• Phase 1: March 15, 2021 to June 30, 2021:  Filed Labor Condition Applications (LCAs) and Prevailing Wage Determinations (PWDs) issued during this time will remain subject to the current wage levels and percentiles outlined above under column A. While the new rule is technically in effect during this period, the mathematical calculations used by the DOL in computing prevailing wage levels will remain unchanged.  
  • Phase 2: July 1, 2021 to June 30, 2022: The new wage minimums in column B will take effect but adjusted as follows: 
    • The Level I Wage will be set as either 90 percent of the wage calculated at the 35th percentile of the wage distribution, or the mean of the lower one-third of the wage distribution, whichever is higher. 
    • The Level IV Wage will be set as either 90 percent of the wage calculated at the 90th percentile of the wage distribution, or the mean of the upper two-thirds of the wage distribution, whichever is higher.
    • Levels II and III are to be set using the mathematical formula for wage calculations outlined in the Immigration and Nationality Act (INA), based on the amounts calculated for Levels I and IV above. 
  • Phase 3: July 1, 2022 and onwards: The increased wage minimums are to take effect per the new percentages as outlined in column B in the chart above. 

Additionally, the revised rule provides a separate phased approach in adjusting the prevailing wage minimums for certain H-1B workers pursuing U.S. permanent residence. Special adjustments to the prevailing wage calculation will be made between July 1, 2021 and June 30, 2024, for H-1B workers who, as of October 8, 2020, were beneficiaries of an approved I-140 immigrant petition or were eligible for a post-sixth year H-1B extension. 

Similar to the October 8, 2020 interim rule, the DOL’s revised rule does not prohibit employers from relying on alternative wage sources such as independent compensation surveys in lieu of the DOL OES wage data for H-1B, H-1B1, E-3, and PERM applications. Independent wage surveys rely on alternative methods for computing prevailing wages and are not subject to the DOL’s amended methodology in computing prevailing wages.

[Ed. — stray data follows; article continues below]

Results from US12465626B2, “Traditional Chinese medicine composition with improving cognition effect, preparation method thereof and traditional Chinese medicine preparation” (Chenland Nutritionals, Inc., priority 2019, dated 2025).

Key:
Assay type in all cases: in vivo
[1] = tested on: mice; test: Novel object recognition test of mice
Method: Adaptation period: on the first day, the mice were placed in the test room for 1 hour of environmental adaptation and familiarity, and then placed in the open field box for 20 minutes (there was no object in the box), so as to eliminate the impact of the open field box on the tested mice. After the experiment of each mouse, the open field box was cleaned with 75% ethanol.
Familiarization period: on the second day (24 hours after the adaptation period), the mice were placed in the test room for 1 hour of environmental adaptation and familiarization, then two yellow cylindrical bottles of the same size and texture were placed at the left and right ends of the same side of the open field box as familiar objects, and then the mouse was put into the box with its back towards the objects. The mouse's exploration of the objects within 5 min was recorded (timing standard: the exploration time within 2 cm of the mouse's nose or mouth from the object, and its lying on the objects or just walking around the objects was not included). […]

KPMG NOTE

As stated earlier, the final rule is set to take effect 60 days from publication. However, the implementation of the final rule may be delayed as the incoming Biden Administration reviews other rules finalized in the last days of the Trump Administration. It is expected that President-Elect Biden will issue a memorandum on January 20, 2021, delaying implementation of "midnight regulations" including regulations issued since the election but not yet effective.

Employers and professional associations who previously challenged the October 8, 2020 interim rule may oppose the revised DOL rule through legal challenges in the federal courts.

KPMG Law LLP in Canada will continue to monitor for updates relating to DOL regulations and will endeavor to keep GMS Flash Alert readers informed as developments occur.

FOOTNOTE

1 For the text and status of the DOL rule, click here.

*Please note that KPMG LLP (U.S.) does not provide any immigration services. However, KPMG Law LLP in Canada can assist clients with U.S. immigration matters.

 

The information contained in this newsletter was submitted by the KPMG International member firm in Canada.